Animal Models of Psychopathology

  • Susan Mineka
  • Richard Zinbarg
Part of the Applied Clinical Psychology book series (NSSB)


Considerable debate surrounds the question of whether psychopathology can be meaningfully studied in animals. On one side of the debate is the argument that psychopathological syndromes such as anxiety and depression are uniquely human, i.e., that animals cannot experience such states. A corollary to this argument is that systematic study of emotional or disturbed behavior in animals will not be of use in understanding human psychopathology. On the other side of the debate is the argument that there are naturally occurring syndromes in some higher animals that closely parallel those observed in human psychopathology. The corollary to this argument is that there is much to be learned from the systematic study of emotional or disturbed behavior in those animals. Proponents of the later argument would contend that any problems created by potential differences between the species are more than offset by the advantages stemming from the ability to study the animals in highly controlled conditions over prolonged periods of time (cf. Abramson & Seligman, 1977).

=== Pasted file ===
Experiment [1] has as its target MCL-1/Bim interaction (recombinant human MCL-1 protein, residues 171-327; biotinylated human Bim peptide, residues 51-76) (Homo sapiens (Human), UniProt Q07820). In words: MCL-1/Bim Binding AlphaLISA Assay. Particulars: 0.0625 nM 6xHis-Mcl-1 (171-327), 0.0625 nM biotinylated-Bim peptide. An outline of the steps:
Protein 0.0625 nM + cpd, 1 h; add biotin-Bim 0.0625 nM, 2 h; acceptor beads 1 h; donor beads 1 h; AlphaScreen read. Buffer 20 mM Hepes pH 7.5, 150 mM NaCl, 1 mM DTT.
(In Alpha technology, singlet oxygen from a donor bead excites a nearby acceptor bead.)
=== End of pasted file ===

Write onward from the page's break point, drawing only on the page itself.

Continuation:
Antipsychotic Drug Classical Conditioning Avoidance Learning Inescapable Shock Fusaric Acid 
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Copyright information

© Springer Science+Business Media New York 1991

Authors and Affiliations

  • Susan Mineka
    • 1
  • Richard Zinbarg
    • 2
  1. 1.Department of PsychologyNorthwestern UniversityEvanstonUSA
  2. 2.Center for Stress and Anxiety DisordersThe State University of New York at AlbanyAlbanyUSA

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